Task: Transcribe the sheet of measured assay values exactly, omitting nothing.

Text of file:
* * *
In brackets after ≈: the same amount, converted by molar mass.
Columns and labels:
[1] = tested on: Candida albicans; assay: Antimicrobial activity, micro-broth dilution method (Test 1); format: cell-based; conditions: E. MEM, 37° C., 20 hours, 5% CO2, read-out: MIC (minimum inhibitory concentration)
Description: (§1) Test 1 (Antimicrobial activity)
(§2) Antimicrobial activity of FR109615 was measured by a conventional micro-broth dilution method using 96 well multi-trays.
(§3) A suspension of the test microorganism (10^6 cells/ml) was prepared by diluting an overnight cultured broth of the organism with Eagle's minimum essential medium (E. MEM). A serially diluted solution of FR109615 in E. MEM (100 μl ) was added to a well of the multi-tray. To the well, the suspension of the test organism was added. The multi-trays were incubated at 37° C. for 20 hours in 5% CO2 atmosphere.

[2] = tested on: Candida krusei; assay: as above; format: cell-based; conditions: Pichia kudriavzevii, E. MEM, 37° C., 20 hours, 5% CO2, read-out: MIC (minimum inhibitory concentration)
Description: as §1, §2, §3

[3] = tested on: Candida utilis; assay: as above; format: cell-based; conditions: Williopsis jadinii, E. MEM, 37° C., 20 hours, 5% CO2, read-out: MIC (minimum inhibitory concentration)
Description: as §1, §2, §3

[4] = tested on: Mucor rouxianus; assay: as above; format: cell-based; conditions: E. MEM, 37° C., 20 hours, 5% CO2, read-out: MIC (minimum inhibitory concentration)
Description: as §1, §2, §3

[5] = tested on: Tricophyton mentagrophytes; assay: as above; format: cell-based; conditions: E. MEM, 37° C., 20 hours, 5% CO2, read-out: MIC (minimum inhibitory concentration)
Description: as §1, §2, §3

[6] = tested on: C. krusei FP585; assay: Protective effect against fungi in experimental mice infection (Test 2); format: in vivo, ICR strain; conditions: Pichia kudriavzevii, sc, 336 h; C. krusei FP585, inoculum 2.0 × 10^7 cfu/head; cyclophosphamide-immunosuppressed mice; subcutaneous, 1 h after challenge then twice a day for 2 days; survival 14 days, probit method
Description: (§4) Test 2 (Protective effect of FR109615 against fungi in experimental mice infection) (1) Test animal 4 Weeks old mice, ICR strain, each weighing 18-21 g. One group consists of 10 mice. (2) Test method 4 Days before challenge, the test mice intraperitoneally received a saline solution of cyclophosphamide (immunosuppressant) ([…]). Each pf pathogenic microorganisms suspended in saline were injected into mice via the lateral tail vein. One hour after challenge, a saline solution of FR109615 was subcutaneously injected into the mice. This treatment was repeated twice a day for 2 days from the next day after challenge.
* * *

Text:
In brackets after ≈: the same amount, converted by molar mass.
Columns and labels:
[1] = tested on: Candida albicans; assay: Antimicrobial activity, micro-broth dilution method (Test 1); format: cell-based; conditions: E. MEM, 37° C., 20 hours, 5% CO2, read-out: MIC (minimum inhibitory concentration)
Description: (§1) Test 1 (Antimicrobial activity)
(§2) Antimicrobial activity of FR109615 was measured by a conventional micro-broth dilution method using 96 well multi-trays.
(§3) A suspension of the test microorganism (10^6 cells/ml) was prepared by diluting an overnight cultured broth of the organism with Eagle's minimum essential medium (E. MEM). A serially diluted solution of FR109615 in E. MEM (100 μl ) was added to a well of the multi-tray. To the well, the suspension of the test organism was added. The multi-trays were incubated at 37° C. for 20 hours in 5% CO2 atmosphere.

[2] = tested on: Candida krusei; assay: as above; format: cell-based; conditions: Pichia kudriavzevii, E. MEM, 37° C., 20 hours, 5% CO2, read-out: MIC (minimum inhibitory concentration)
Description: as §1, §2, §3

[3] = tested on: Candida utilis; assay: as above; format: cell-based; conditions: Williopsis jadinii, E. MEM, 37° C., 20 hours, 5% CO2, read-out: MIC (minimum inhibitory concentration)
Description: as §1, §2, §3

[4] = tested on: Mucor rouxianus; assay: as above; format: cell-based; conditions: E. MEM, 37° C., 20 hours, 5% CO2, read-out: MIC (minimum inhibitory concentration)
Description: as §1, §2, §3

[5] = tested on: Tricophyton mentagrophytes; assay: as above; format: cell-based; conditions: E. MEM, 37° C., 20 hours, 5% CO2, read-out: MIC (minimum inhibitory concentration)
Description: as §1, §2, §3

[6] = tested on: C. krusei FP585; assay: Protective effect against fungi in experimental mice infection (Test 2); format: in vivo, ICR strain; conditions: Pichia kudriavzevii, sc, 336 h; C. krusei FP585, inoculum 2.0 × 10^7 cfu/head; cyclophosphamide-immunosuppressed mice; subcutaneous, 1 h after challenge then twice a day for 2 days; survival 14 days, probit method
Description: (§4) Test 2 (Protective effect of FR109615 against fungi in experimental mice infection) (1) Test animal 4 Weeks old mice, ICR strain, each weighing 18-21 g. One group consists of 10 mice. (2) Test method 4 Days before challenge, the test mice intraperitoneally received a saline solution of cyclophosphamide (immunosuppressant) ([…]). Each pf pathogenic microorganisms suspended in saline were injected into mice via the lateral tail vein. One hour after challenge, a saline solution of FR109615 was subcutaneously injected into the mice. This treatment was repeated twice a day for 2 days from the next day after challenge.